In my last blog post I discussed how to classify dog and cat images using a neural network made from numpy. In this blog post I have translated the numpy code into Google’s research library, Jax.
Jax has been written very similar to the numpy API, but there are a few differences, so it is not a straightforward translation. For instance, random numbers must be coded differently in Jax. In addition, Jax arrays are immutable, so it takes a bit of alternative coding to change a Jax array.
A neural network is a method in artificial intelligence that teaches computers to process data in a way that is inspired by the human brain. It is a type of machine learning process, called deep learning, that uses interconnected nodes or neurons in a layered structure that resembles the human brain. It creates an adaptive system that computers use to learn from their mistakes and improve continuously. Thus, artificial neural networks attempt to solve complicated problems, like summarising documents or recognizing faces, with greater accuracy. Neural networks can help computers make intelligent decisions with limited human assistance. This is because they can learn and model the relationships between input and output data that are nonlinear and complex.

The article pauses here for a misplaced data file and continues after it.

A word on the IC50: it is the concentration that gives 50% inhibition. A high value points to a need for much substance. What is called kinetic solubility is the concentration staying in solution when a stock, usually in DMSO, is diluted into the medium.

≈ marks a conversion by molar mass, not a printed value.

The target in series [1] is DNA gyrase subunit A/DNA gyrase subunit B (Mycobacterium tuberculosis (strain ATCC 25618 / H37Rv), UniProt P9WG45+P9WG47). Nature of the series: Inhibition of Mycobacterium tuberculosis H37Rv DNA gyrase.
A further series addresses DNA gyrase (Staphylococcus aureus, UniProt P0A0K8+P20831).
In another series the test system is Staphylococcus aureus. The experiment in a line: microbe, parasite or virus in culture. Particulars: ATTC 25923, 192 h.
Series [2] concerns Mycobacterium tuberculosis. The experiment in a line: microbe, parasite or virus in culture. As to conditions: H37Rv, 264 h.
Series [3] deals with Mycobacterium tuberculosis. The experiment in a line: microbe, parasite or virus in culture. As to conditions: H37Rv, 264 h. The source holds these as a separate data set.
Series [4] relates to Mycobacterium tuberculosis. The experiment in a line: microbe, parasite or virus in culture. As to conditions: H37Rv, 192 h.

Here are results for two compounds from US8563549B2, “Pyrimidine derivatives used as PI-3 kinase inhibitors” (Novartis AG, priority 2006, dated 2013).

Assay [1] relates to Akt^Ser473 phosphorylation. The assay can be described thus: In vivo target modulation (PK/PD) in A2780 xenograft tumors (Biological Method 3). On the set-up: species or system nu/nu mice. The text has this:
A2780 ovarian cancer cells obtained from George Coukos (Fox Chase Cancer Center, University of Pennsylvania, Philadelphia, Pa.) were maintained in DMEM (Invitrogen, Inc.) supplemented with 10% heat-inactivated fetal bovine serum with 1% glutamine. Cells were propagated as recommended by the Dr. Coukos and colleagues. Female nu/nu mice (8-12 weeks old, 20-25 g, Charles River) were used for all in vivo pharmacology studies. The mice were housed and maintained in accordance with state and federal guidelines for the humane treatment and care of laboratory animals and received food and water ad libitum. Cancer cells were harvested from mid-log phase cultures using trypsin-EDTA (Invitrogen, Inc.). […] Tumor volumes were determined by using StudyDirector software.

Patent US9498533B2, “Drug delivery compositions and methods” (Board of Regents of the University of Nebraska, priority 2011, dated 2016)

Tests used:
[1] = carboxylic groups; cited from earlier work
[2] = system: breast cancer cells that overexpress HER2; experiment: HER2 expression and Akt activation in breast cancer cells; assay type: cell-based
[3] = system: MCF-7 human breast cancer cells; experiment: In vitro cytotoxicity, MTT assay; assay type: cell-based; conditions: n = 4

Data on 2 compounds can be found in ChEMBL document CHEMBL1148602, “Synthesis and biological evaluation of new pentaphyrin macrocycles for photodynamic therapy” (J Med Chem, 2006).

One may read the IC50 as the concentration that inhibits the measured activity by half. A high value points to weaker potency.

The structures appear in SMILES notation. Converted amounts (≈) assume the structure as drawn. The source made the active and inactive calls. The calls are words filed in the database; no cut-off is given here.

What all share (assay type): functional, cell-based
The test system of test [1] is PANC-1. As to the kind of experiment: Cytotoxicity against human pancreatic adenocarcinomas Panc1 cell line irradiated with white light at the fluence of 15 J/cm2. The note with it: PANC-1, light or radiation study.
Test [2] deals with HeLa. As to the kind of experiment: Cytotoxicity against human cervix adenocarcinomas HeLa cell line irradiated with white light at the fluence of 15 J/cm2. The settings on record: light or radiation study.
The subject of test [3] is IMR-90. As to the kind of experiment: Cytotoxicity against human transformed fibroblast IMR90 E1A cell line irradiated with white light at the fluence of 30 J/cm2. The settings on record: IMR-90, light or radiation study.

Computer vision is the ability of computers to extract information and insights from images and videos. With neural networks, computers can distinguish and recognize images similar to the way humans do.
Neural networks are composed of three layers, being:-
- Input layer. Information from the outside world enters the artificial neural network from the input layer. Input nodes process the data, analyse or categorise it, and pass it on to the next layer.
- Hidden layer. Hidden layers take their input from the input layer or other hidden layers. Artificial neural networks can have a large number of hidden layers. Each hidden layer analyses the output from the previous layer, processes it further, and passes it on to the next layer.
- Output layer. The output layer gives the final result of all the data processing by the artificial neural network. It can have single or multiple nodes. For instance, if we have a binary (yes/no)…